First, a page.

June 2nd, 1998, The Smashing Pumpkins released their fourth album, “Adore,” through Virgin Records. If common perceptions are to be believed, Adore is the Smashing Pumpkins album in which Billy Corgan and Co. alienated large swathes of the fanbase, embraced drum programming, added more synthesisers, dialled back the riffs, and adorned a goth look. While mostly true, the band still made an album as sprawling, confounding, and intriguing as Mellon Collie and the Infinite Sadness.

Left without a drummer after Jimmy Chamberlin’s dismissal, the Smashing Pumpkins took the opportunity to revamp their sound. Billy had already hinted at new directions even before Jimmy had been shown the door. After the enormous success of Mellon Collie and the Infinite Sadness, the band were on top of the world. However, rather than follow that success with a carbon copy, Adore is one of those “left turn” albums that follow a major mainstream success. The change in tone was partly by design and partly imposed upon them.

The Smashing Pumpkins have never been the most stable of units, but by June 1997, as they entered the studio to start recording, they were in dire straits. Billy would later characterise the situation as “a band falling apart”. They were coming to terms with the departure of Chamberlin and the fatal heroin overdose of touring keyboardist Jonathan Melvoin. Corgan was also going through a divorce and the death of his Mother.

How do you fill the enormous void left by the departure of a drummer of the calibre of Jimmy Chamberlin? In reality, the answer is you don’t. Instead of embarking on the monumental task of finding a replacement, the band used three-session drummers and embraced the stoic creativity of drum machines. Session drummer Matt Walker played on seven of the album’s songs. Fellow session ace Joey Waronker drummed on two songs, with Soundgarden’s Matt Cameron playing on the song “For Martha.”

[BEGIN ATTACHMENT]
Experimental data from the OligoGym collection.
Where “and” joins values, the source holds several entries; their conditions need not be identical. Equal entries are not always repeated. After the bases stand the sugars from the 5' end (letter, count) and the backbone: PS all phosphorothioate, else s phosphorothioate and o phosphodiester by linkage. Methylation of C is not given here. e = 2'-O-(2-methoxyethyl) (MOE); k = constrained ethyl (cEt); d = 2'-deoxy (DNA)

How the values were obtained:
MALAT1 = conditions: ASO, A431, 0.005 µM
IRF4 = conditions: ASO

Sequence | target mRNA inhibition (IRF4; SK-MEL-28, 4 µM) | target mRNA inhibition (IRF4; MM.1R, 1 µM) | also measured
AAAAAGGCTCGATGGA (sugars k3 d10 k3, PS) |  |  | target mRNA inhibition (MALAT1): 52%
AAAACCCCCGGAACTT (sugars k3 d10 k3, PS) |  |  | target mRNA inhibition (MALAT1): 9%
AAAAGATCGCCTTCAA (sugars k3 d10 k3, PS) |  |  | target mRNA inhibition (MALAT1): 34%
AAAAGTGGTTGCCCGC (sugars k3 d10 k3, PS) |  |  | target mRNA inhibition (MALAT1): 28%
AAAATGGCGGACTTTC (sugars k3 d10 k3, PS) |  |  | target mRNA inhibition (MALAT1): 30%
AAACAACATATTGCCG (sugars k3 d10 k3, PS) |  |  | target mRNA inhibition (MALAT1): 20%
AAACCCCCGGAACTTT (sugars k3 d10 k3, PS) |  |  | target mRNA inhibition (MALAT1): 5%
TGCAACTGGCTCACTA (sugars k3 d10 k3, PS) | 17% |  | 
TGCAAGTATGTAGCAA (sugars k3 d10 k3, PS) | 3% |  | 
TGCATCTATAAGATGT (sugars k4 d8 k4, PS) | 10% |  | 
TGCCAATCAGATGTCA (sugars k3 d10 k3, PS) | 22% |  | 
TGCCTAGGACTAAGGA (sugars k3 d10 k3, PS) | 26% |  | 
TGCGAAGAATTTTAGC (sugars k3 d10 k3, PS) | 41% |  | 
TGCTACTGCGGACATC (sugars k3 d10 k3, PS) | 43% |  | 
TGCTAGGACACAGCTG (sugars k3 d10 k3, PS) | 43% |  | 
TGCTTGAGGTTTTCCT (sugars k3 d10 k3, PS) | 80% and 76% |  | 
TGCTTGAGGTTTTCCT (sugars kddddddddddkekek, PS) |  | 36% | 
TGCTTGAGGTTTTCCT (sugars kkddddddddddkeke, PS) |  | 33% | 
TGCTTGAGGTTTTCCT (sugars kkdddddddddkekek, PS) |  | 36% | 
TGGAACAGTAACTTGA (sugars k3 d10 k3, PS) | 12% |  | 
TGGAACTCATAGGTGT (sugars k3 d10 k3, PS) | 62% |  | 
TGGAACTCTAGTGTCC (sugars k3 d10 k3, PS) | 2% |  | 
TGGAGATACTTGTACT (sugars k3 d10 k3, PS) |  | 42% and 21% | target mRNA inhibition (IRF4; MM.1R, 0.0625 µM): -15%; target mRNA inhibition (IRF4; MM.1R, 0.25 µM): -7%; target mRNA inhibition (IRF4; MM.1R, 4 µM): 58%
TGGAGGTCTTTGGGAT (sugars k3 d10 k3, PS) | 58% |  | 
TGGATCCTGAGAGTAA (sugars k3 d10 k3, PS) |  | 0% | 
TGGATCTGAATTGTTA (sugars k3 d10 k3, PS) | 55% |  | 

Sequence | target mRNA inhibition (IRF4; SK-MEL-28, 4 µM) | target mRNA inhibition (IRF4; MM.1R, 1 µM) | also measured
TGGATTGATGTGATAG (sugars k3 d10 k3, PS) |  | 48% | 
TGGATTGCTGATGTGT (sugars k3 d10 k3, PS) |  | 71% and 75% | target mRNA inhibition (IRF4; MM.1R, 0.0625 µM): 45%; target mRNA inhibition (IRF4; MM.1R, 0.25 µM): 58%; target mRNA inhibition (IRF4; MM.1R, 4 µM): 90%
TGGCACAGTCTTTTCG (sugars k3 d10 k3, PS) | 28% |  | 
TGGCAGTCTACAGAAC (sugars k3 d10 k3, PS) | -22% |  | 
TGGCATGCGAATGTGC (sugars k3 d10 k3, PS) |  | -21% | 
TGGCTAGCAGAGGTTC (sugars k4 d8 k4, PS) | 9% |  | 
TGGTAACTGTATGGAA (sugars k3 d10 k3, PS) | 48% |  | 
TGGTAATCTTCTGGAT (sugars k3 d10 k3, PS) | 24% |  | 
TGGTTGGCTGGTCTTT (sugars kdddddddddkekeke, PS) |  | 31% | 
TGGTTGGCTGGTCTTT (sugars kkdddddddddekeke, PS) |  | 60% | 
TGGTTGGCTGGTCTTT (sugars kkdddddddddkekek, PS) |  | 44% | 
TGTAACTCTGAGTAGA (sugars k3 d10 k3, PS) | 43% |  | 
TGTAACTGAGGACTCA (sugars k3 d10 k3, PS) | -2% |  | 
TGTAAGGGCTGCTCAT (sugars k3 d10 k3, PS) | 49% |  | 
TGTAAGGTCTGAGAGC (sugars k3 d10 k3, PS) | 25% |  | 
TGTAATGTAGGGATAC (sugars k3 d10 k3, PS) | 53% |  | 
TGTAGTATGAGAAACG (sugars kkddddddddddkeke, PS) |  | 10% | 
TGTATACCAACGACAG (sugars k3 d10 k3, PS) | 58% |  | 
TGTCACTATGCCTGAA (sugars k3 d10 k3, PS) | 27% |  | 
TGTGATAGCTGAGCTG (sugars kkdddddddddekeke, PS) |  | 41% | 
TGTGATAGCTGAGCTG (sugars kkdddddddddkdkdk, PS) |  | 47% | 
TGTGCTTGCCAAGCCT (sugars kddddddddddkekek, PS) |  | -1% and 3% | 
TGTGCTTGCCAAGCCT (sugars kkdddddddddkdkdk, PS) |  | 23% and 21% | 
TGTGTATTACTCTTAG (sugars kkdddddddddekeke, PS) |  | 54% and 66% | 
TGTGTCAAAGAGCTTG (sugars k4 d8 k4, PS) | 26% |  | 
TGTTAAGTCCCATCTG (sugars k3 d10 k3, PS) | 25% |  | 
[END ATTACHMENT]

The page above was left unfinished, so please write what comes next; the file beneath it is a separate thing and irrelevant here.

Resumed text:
The use of a drum machine harked back to the band’s earliest incarnation. Before Jimmy Chamberlin joined in the late ’80s, The Smashing Pumpkins gigged and recorded with a digital timekeeper, so the drum machine concept was familiar to the band.

References to Corgan’s Mother’s death are present throughout, but the album is rather striking in its calmness. The bombast and thrilling, distorted power of previous albums are largely missing. At times, Billy sounds almost at peace, even amid such personal strife. The atmosphere is, at times, hushed and haunting, with occasional dalliances toward the more hard-rocking side of the band’s sound.

The weeks after Adore’s release, the album was met with lukewarm reviews and sluggish sales. For those who never quite took to Corgan’s personality, the new record became a renewed excuse to criticise the band’s primary songwriter. “The lyrics are generally on the wrong side of the line between deeply personal and deeply meaningless,” Douglas Wolk wrote in Spin. In a review for Rolling Stone, Greg Kot, an early champion of the band, suggested that Adore was “a weird little album that turns its back on the band’s previous strengths and shrinks the Pumpkins’ sound.” While Kot was dismissive in his remark, he hit upon the core reason why the record did not replicate the sales success of Mellon Collie: it did not replicate its sound.

The baggage of “Melon Collie” hangs over Adore. It would always be unfairly thought of simply because it happens to be the follow-up to a world-conquering behemoth. But taken on its terms, Adore has an awful lot to like. Corgan blamed himself for the record’s reception with the public, saying he “made the mistake of telling people it was a techno record” and that if he “would have told everyone Adore was the Pumpkins’ acoustic album, we would have never had the problems that we had”.